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Milltown Road Latest Press Release

Posted 07 Jul. 2017

On Monday at the Ashbourne Municipal District meeting, Councillors approved the latest draft plan for an area called the Milltown road. €1.06m has been ring fenced for the upgrade works which include new foot paths, cycle lanes, traffic tables, pedestrian crossings and other traffic calming measures that will improve the overall safety of residents, eliminate speeding problems on the road and improve the overall aesthetics of the road.

Over the last 40 years, the Milltown road has had varying degrees of residential development that wasn't really planned but rather a mishmash of single dwellings and small to medium sized housing estates. There have been two fatalities on the short piece of road. Ashbourne Councillor Alan Tobin has been trying to secure adequate funding to ensure that the road is upgraded to a safe level. For years, residents literally on one side of 1.5km stretch have had no footpath or safe place to walk. A new development of 100 houses, that is now near completion, has no footpath or safe pedestrian access point to the town centre. The new social housing estate Milltown Meadows, who welcomed their first residents last week, have no safe crossing point to walk or cycle to the town centre.

In its entirety, affected areas along the road number almost 300 dwellings or a population of 1000 people. Lighting is inadequate and at its narrowest point, part of the footpath to the Ashbourne Community school and Gaelscoil na Cille is just 700mm in width.

Councillor Tobin has been working with residents for a number of months looking at how best to improve the road. He first delivered a survey to all homes on the Milltown road as well as the older estates in the area, he included the Hawthorns, Pinewood Court and White Ash Park. Tobin explains: "I knew the concerns expressed by residents in the newly developed estates of Archerstown Demesne, Crenigáns Banog and Milltown Meadows. What struck me when talking to all residents and having collected about 60 of 140 surveys, was the numbers of residents concerned with speeding and lack of footpath space. Even more interesting was the number of problems at different points along the road. In one part it was parking, another it was a potential loss of green areas, public lighting in another, younger people were very concerned with kids crossing the road and travelling to school, while older people were concern with safety and the practicality of cycle lanes and shared surfaces with cyclists and pedestrians sharing pathways in some narrow areas. "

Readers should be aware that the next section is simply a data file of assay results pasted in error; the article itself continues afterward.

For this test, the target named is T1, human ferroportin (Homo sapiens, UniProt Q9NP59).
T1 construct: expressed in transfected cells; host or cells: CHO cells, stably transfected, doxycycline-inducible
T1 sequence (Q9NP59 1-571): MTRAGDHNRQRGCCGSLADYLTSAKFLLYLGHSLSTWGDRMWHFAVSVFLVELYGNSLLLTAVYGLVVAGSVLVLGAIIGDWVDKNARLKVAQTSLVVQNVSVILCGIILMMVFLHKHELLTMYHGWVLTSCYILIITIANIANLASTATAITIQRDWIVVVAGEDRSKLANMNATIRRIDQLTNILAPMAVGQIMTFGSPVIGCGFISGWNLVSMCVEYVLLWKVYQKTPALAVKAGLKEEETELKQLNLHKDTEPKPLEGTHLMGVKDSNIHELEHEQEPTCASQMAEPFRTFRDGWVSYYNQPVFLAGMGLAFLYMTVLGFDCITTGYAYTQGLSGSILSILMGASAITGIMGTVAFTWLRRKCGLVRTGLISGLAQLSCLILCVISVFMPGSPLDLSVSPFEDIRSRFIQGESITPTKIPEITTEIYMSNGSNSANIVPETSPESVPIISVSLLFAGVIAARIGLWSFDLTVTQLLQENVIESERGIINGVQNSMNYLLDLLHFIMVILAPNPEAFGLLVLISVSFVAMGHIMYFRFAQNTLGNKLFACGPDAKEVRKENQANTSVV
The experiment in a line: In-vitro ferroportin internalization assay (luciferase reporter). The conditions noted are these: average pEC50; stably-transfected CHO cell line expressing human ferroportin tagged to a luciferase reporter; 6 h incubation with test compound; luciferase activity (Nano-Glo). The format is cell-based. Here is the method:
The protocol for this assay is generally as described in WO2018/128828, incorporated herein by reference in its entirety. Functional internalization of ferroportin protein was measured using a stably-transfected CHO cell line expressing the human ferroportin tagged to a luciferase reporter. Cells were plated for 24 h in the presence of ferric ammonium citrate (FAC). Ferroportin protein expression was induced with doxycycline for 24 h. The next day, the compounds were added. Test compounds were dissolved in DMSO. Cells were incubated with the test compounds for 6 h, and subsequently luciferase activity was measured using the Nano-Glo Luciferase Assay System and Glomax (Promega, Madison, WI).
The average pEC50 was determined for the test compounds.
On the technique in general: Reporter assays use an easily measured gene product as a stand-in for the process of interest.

The scheme has now been approved by Councillors which means that it now goes through a planning process called Part 8.

Developments carried out by a Local Authority is often referred to as 'Part 8” development. This is reference to Part 8 of the Planning and Development Regulations 2001, which sets out the procedure for carrying out such developments. Such works would include developments such as the construction of houses, roads, swimming pools, public toilets etc.

Public consultation is a fundamental element of the 'Part 8' planning application process. This consultation procedure requires that notice of the proposed development be given in the public press and that a Site Notice be erected. If any submissions or observations are received, a report is presented to the Elected Members of the Council. This report contains a list of the persons or bodies who made submissions, a summary of the issues raised in these submissions and the Local Authority's response to these issues. Arising from consideration of the representations, the report sets out whether or not it is proposed to proceed as originally planned or to proceed with a modified proposal.

"This is a great opportunity for the residents in the area and for Ashbourne", Tobin said. "Since being elected in 2014, I've been looking at how we can retrofit areas that were neglected for years. Connectivity throughout the town is so important, especially when we are trying to encourage people to walk, run and cycle as part of a heathy lifestyle. Thankfully as budgetary restraints ease, Meath County Council can now invest in Ashbourne's future, making the area safe for families walking and cycling to school, to the shops or to the magnificent rugby, soccer, GAA and golfing facilities nearby".